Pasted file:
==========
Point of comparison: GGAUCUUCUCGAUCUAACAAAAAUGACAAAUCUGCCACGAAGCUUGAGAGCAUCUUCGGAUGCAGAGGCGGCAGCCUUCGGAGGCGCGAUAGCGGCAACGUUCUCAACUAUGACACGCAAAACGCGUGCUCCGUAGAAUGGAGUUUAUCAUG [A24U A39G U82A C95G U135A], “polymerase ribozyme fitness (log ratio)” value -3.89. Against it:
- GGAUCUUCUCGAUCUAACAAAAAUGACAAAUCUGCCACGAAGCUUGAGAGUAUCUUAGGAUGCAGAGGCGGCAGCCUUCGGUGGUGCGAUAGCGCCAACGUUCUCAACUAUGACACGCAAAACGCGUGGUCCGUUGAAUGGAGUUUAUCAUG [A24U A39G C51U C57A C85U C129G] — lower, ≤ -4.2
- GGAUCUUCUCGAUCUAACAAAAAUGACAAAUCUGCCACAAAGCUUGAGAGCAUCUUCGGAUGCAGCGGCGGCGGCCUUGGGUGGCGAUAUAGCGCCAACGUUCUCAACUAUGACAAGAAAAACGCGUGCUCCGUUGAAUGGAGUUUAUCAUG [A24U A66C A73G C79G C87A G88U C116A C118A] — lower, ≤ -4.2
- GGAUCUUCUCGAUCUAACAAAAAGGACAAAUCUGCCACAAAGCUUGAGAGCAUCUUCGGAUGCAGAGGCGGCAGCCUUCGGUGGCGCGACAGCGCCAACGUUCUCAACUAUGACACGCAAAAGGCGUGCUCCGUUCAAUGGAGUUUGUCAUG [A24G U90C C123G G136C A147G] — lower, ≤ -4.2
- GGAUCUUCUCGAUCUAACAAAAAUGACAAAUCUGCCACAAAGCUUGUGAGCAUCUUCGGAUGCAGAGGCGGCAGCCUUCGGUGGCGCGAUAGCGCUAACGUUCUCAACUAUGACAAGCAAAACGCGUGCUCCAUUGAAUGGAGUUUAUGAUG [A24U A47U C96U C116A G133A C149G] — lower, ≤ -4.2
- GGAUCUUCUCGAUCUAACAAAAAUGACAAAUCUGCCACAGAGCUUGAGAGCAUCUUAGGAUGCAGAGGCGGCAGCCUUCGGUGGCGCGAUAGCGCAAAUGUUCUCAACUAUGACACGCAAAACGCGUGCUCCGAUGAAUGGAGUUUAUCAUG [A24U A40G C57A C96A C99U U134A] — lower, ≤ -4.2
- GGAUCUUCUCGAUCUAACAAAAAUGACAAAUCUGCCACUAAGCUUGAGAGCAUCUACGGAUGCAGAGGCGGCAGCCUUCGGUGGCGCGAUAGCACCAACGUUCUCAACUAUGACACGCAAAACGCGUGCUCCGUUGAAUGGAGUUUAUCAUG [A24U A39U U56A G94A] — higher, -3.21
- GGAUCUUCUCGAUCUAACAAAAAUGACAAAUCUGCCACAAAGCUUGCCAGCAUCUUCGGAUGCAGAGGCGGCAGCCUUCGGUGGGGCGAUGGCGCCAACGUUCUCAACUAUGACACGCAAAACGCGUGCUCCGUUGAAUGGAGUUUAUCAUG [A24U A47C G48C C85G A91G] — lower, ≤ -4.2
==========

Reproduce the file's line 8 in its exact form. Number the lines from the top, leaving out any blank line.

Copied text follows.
- GGAUCUUCUCGAUCUAACAAAAAUGACAAAUCUGCCACAAAGCUUGCCAGCAUCUUCGGAUGCAGAGGCGGCAGCCUUCGGUGGGGCGAUGGCGCCAACGUUCUCAACUAUGACACGCAAAACGCGUGCUCCGUUGAAUGGAGUUUAUCAUG [A24U A47C G48C C85G A91G] — lower, ≤ -4.2